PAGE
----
These resources include the best available evidence about the course of Rett syndrome and its management as well as practical information about family associations, specialist clinical centres and links to relevant websites.
The range of expression of symptoms in girls and women with Rett syndrome
Colvin, L., Fyfe, S., Leonard, S., Schiavello, T., Ellaway, C., De Klerk, N., Christodoulou, J., Msall, M., & Leonard, H. (2003). Describing the phenotype in Rett syndrome using a population database. Archives of Disease in Childhood, 88, 38-43. Download snapshot, see article abstract.
Rett syndrome was first recognised by Dr. Andreas Rett in 1966 and first published in the English literature in 1983. Although there are a set of symptoms that are required for a child to be diagnosed with Rett syndrome, there is variability in the expression of symptoms. We wanted to describe this range of expression of symptoms in girls and women with Rett syndrome.
What we did
We used information provided by families to the Australian Rett Syndrome Database to categorise the girls and women according to whether they had classical or atypical Rett syndrome. We then used four different scales to look at the functioning of the girls and women. One of the scales we used was the WeeFIM. This is a functional independence measure for children developed by Dr Michael Msall, from the USA, who has been working with us since 1997. The WeeFIM measures ability in moving around, self-care, thinking and communicating. We compared the scores of those in different groups to describe the features of each group.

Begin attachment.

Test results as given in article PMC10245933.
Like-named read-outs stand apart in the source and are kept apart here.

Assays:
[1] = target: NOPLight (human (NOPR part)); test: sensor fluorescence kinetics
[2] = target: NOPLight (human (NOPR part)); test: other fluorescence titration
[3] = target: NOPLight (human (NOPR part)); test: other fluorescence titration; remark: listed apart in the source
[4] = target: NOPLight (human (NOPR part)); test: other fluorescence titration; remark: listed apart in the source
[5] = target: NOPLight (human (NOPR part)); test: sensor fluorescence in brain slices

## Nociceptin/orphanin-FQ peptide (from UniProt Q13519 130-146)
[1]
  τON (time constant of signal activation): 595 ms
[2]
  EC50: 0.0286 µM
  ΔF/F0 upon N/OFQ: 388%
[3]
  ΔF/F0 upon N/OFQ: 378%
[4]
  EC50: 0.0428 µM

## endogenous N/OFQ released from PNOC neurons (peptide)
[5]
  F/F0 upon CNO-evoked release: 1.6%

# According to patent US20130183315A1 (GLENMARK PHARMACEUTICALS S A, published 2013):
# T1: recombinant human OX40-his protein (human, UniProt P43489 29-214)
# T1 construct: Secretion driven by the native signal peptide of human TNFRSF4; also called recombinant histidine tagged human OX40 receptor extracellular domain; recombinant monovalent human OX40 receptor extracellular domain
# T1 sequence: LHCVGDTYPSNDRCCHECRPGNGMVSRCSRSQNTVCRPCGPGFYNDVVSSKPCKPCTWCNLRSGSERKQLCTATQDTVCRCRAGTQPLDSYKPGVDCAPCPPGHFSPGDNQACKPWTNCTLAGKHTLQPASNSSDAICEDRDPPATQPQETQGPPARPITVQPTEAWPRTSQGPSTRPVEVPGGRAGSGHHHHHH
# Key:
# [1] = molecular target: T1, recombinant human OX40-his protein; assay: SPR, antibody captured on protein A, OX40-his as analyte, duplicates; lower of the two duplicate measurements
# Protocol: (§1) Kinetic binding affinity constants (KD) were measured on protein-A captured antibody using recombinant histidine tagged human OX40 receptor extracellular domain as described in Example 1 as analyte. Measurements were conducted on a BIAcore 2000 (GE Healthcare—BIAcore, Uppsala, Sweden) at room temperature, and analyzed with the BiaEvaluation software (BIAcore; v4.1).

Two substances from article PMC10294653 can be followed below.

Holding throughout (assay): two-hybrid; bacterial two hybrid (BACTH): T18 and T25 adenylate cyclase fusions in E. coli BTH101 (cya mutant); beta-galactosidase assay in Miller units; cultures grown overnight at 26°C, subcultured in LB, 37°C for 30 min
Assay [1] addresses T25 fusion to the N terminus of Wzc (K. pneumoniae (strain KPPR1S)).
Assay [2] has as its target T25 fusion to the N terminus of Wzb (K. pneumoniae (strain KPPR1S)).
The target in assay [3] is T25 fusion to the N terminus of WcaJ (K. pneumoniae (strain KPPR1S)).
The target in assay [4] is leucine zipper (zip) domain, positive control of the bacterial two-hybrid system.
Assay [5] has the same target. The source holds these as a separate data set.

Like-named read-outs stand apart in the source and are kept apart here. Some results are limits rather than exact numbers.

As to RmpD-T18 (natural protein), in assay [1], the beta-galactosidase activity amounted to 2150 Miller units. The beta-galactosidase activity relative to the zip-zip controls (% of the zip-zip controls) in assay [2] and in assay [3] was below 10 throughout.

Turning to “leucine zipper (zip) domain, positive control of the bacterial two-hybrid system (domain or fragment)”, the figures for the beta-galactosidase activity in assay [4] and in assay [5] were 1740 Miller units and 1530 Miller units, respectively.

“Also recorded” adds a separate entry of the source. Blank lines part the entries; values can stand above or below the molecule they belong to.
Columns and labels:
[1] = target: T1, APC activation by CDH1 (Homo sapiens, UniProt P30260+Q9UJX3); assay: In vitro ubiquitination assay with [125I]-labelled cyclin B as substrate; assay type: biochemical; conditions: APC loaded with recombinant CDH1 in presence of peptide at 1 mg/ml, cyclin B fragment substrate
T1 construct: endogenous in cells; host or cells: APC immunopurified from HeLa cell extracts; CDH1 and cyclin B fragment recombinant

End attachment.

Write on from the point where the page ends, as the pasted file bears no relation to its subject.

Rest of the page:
What we found
Over half of the girls had classical Rett syndrome whilst around one-fifth were mildly affected and around a quarter appeared to be more severely affected with earlier onset of symptoms. Overall, a MECP2mutation was found in 96 (72%) of the girls: in 80% of the mild, 73% of classical and 62% of the more severe form of Rett syndrome.
Most of the girls and women were more severely affected in the areas included in the diagnostic criteria such as speech, mobility and hand stereotypies. We also found that older girls and women were more likely to suffer from poor growth, epilepsy, scoliosis and circulation problems. As girls get older they are less likely to walk. Stereotypies are maintained throughout childhood but are slightly less prevalent in young women as are involuntary movements.
Nearly two-thirds of the girls and women had learned some form of non-verbal communication. We found that there was little difference between the abilities and severity of symptoms for those who had aMECP2 mutation compared to those without.
What does it mean
This study describes the range of the expression of symptoms in girls and women with Rett syndrome. This information can help clinicians better identify and diagnose those with Rett syndrome.
For further reports and findings, see our publications list.